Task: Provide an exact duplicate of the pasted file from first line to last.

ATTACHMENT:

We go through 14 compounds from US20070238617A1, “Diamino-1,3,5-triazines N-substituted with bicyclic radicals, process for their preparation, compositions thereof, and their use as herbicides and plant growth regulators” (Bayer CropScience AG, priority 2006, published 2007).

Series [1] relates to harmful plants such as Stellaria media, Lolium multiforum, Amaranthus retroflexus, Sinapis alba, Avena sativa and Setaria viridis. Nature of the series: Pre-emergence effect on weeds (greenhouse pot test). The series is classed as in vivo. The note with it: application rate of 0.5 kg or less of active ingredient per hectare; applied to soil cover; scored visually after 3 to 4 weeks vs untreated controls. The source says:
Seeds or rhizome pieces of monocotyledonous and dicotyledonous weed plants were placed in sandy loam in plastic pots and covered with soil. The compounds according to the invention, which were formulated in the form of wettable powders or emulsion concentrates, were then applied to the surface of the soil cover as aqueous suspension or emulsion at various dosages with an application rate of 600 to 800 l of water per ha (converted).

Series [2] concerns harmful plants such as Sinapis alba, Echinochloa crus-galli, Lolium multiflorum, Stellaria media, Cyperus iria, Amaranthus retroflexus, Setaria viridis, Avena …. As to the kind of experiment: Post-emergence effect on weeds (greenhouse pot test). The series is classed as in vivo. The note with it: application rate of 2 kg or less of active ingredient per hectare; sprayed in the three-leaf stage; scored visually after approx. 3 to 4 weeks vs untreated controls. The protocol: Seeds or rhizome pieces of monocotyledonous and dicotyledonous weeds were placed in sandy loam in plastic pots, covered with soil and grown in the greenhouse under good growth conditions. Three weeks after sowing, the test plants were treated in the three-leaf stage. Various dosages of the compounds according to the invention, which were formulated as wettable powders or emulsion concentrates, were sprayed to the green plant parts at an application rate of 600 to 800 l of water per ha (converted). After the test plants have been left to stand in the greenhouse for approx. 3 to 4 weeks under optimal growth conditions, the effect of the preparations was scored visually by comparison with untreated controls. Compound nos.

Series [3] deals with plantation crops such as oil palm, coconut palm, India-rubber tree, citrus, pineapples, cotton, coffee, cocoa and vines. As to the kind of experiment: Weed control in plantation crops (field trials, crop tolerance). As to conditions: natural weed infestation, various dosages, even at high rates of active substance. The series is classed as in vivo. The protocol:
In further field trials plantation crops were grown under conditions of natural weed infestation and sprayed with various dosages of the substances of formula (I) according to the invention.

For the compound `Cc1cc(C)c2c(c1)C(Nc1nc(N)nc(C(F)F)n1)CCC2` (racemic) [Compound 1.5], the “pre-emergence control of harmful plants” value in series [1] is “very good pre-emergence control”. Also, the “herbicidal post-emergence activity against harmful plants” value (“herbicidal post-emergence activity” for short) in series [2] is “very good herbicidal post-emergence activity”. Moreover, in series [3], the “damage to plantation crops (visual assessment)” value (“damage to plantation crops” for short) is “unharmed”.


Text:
We go through 14 compounds from US20070238617A1, “Diamino-1,3,5-triazines N-substituted with bicyclic radicals, process for their preparation, compositions thereof, and their use as herbicides and plant growth regulators” (Bayer CropScience AG, priority 2006, published 2007).

Series [1] relates to harmful plants such as Stellaria media, Lolium multiforum, Amaranthus retroflexus, Sinapis alba, Avena sativa and Setaria viridis. Nature of the series: Pre-emergence effect on weeds (greenhouse pot test). The series is classed as in vivo. The note with it: application rate of 0.5 kg or less of active ingredient per hectare; applied to soil cover; scored visually after 3 to 4 weeks vs untreated controls. The source says:
Seeds or rhizome pieces of monocotyledonous and dicotyledonous weed plants were placed in sandy loam in plastic pots and covered with soil. The compounds according to the invention, which were formulated in the form of wettable powders or emulsion concentrates, were then applied to the surface of the soil cover as aqueous suspension or emulsion at various dosages with an application rate of 600 to 800 l of water per ha (converted).

Series [2] concerns harmful plants such as Sinapis alba, Echinochloa crus-galli, Lolium multiflorum, Stellaria media, Cyperus iria, Amaranthus retroflexus, Setaria viridis, Avena …. As to the kind of experiment: Post-emergence effect on weeds (greenhouse pot test). The series is classed as in vivo. The note with it: application rate of 2 kg or less of active ingredient per hectare; sprayed in the three-leaf stage; scored visually after approx. 3 to 4 weeks vs untreated controls. The protocol: Seeds or rhizome pieces of monocotyledonous and dicotyledonous weeds were placed in sandy loam in plastic pots, covered with soil and grown in the greenhouse under good growth conditions. Three weeks after sowing, the test plants were treated in the three-leaf stage. Various dosages of the compounds according to the invention, which were formulated as wettable powders or emulsion concentrates, were sprayed to the green plant parts at an application rate of 600 to 800 l of water per ha (converted). After the test plants have been left to stand in the greenhouse for approx. 3 to 4 weeks under optimal growth conditions, the effect of the preparations was scored visually by comparison with untreated controls. Compound nos.

Series [3] deals with plantation crops such as oil palm, coconut palm, India-rubber tree, citrus, pineapples, cotton, coffee, cocoa and vines. As to the kind of experiment: Weed control in plantation crops (field trials, crop tolerance). As to conditions: natural weed infestation, various dosages, even at high rates of active substance. The series is classed as in vivo. The protocol:
In further field trials plantation crops were grown under conditions of natural weed infestation and sprayed with various dosages of the substances of formula (I) according to the invention.

For the compound `Cc1cc(C)c2c(c1)C(Nc1nc(N)nc(C(F)F)n1)CCC2` (racemic) [Compound 1.5], the “pre-emergence control of harmful plants” value in series [1] is “very good pre-emergence control”. Also, the “herbicidal post-emergence activity against harmful plants” value (“herbicidal post-emergence activity” for short) in series [2] is “very good herbicidal post-emergence activity”. Moreover, in series [3], the “damage to plantation crops (visual assessment)” value (“damage to plantation crops” for short) is “unharmed”.